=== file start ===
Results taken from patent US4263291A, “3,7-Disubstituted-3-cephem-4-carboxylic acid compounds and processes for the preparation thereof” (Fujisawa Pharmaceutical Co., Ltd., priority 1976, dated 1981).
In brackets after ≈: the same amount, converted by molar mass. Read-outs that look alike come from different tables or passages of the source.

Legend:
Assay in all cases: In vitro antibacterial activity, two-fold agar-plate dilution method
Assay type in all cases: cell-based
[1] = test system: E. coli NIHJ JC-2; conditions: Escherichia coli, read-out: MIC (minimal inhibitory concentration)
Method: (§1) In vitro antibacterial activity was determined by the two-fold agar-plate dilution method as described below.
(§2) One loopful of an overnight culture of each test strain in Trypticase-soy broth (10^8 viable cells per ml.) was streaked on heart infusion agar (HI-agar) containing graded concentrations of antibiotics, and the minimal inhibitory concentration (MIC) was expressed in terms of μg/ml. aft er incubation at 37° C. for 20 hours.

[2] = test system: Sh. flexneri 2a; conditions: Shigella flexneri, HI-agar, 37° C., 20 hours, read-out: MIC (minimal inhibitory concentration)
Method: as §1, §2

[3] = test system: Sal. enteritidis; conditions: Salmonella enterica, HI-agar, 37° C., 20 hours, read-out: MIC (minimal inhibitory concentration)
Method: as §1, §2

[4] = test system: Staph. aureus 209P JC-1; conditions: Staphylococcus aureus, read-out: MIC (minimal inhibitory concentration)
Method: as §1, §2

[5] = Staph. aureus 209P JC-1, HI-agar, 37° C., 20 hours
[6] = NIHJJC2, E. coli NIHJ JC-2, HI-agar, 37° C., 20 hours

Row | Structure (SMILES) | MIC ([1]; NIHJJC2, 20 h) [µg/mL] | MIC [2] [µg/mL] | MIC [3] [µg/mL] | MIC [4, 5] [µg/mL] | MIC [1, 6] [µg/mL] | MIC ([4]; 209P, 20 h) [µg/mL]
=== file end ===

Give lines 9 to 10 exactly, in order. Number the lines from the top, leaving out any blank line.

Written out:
[2] = test system: Sh. flexneri 2a; conditions: Shigella flexneri, HI-agar, 37° C., 20 hours, read-out: MIC (minimal inhibitory concentration)
Method: as §1, §2